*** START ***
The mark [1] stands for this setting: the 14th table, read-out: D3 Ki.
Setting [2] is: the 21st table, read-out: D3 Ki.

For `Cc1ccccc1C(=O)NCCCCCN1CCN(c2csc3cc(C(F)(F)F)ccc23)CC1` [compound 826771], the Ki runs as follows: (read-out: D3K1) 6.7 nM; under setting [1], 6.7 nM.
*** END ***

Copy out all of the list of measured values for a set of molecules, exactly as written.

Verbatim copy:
The mark [1] stands for this setting: the 14th table, read-out: D3 Ki.
Setting [2] is: the 21st table, read-out: D3 Ki.

For `Cc1ccccc1C(=O)NCCCCCN1CCN(c2csc3cc(C(F)(F)F)ccc23)CC1` [compound 826771], the Ki runs as follows: (read-out: D3K1) 6.7 nM; under setting [1], 6.7 nM.